How To Get Started In Underwater Treasure Hunting

You can find underwater treasure in a lake nearby.

How To Get Started In Underwater Treasure Hunting

I have always dreamed of finding chests of lost gold and treasure under water but may not realize that goal in my lifetime. Instead I have found lots of lost treasures in unlikely bodies of water near home. Here are a few places to try. Always be safe and take along a dive buddy, use dive flags and get permission if diving under private property such as docks.

What Kind Of Equipment You Need For Underwater Treasure Hunting And Where To Look

Treasure Hunting Around Docks and Marinas.

Most water under docks and marinas is public property but lines are sometimes gray and owners are suspicious of persons diving around their boats so ask permission. It helps to tell them you are getting some practice dive time in and plan on removing some cans and other trash. I do anyway and always take away more than I bring when visiting the lake.

 

Try and go underwater treasure hunting on a Monday, after a busy weekend at the lake. Focus on areas directly below gas docks, guest slips that see a lot of boat traffic coming and going. Adjust your buoyancy so that you hover just above bottom and don't stir up silt. I use a piece of coat hanger to probe at objects I see in the silt. Look for sunglasses, they tend to sit higher up in the silt. If the bottom is muddy, Look for fresh looking "holes" in silt where a heavy watch may have settled to bottom and tap in the hole with the hanger listening for metal. I once found a ladies Tag Heuer watch which was worth $500 in this manner. Not bad for lake treasure! Some sunglasses can be worth a lot as well.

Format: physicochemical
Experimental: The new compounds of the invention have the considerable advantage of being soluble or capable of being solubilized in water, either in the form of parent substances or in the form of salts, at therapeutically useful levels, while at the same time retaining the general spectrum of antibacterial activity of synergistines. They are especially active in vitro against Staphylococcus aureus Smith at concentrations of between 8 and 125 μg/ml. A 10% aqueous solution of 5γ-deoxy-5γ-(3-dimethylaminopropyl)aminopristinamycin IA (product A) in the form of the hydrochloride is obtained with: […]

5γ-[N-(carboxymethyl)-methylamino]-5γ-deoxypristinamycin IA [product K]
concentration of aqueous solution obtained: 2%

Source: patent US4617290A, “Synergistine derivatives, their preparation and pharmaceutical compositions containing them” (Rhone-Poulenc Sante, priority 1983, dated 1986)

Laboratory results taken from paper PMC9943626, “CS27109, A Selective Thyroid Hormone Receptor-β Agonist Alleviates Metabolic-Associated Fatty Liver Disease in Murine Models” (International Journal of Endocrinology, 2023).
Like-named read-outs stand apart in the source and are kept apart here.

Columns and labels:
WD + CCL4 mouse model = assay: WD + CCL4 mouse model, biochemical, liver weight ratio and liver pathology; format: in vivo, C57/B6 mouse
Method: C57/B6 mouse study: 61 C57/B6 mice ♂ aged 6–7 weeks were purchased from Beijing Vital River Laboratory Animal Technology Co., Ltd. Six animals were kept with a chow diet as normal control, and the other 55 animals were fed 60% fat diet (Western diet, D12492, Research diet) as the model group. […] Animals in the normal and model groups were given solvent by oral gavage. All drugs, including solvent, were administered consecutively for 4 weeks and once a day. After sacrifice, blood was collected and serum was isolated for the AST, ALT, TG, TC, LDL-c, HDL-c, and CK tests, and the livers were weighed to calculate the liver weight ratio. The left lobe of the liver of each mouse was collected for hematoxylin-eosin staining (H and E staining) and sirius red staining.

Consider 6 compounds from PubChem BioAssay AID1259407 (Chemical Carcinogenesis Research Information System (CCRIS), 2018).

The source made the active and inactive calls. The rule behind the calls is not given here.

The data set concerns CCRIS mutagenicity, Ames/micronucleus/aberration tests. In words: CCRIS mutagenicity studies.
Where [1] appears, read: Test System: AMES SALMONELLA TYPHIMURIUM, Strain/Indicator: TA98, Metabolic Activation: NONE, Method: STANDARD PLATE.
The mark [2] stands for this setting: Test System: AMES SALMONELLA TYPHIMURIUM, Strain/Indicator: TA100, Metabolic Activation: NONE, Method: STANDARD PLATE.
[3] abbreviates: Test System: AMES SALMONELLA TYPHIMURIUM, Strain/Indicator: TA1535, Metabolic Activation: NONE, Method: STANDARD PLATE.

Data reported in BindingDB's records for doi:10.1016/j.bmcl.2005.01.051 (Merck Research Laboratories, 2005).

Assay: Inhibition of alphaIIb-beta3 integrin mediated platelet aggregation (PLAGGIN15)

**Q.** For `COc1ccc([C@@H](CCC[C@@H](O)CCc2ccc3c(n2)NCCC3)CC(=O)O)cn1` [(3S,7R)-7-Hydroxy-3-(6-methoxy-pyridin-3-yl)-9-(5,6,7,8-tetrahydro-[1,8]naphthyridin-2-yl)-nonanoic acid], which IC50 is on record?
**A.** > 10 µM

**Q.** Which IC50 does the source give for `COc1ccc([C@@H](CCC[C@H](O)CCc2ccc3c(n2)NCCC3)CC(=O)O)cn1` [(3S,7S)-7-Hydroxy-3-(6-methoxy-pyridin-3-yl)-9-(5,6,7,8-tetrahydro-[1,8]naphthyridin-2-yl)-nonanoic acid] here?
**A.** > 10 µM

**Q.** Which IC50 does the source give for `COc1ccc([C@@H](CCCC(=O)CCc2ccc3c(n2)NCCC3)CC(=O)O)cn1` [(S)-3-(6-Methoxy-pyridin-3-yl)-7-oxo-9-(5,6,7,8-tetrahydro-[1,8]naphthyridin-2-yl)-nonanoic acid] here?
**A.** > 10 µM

I use a Minelab Excalibur 2 metal detector is spots where there is not too much metal trash. It cost around $1200 but there are cheaper models out there rated for shallower depths. I have not found enough with it to pay for it, yet. There are some nice detectors in the $400 to $600 range that are good up to about 30', which is where you will find most items. If you dive along swim areas with sandy or clean rock bottoms you may find jewelry and items that have washed out of swim trunk pockets. In the deeper water, just at the edge of the swim area you may find object that swimmers have lost but are unable to recover because of the depth and lack of a mask. Look for coins and waterlogged paper money as well.

 

In places where boats anchor such as popular coves, you can sometimes find valuable boat anchors, chain and line. Be cautious as these can be heavy and may require a small lift bag. I also look around logs for expensive fishing lures that have been snagged. I carry a plastic travel soap holder to put them in so the hooks don't injure me when they are in my BCD pocket.

Other Kinds Of Underwater Treasure Hunting

If you are a golfer you know how many balls are down in the water hazards at the local course. Most golf course managers won't mind if you dive in these ponds, especially if you offer to remove some trash in the process.

 

I re-sell the golf balls that I find, sometimes to the course, sometimes to golfer buddies and sell the culls to the driving range. I once found over 300 golf balls in one water hazard and a new-looking putter which was probably thrown in by a frustrated golfer.

 

In your treasure hunting around the docks you are bound to meet a few friendly boaters and one or two old sore heads. One of the people that I met asked me how much I would charge to clean the algae off of his sailboat. I took a quick look, tried a small area with a brush he gave me and proposed $50.00. Now every time I go to the marina to dive I not only have an excuse to be there but guaranteed folding money "treasure" to take home and also pay for my air fills.

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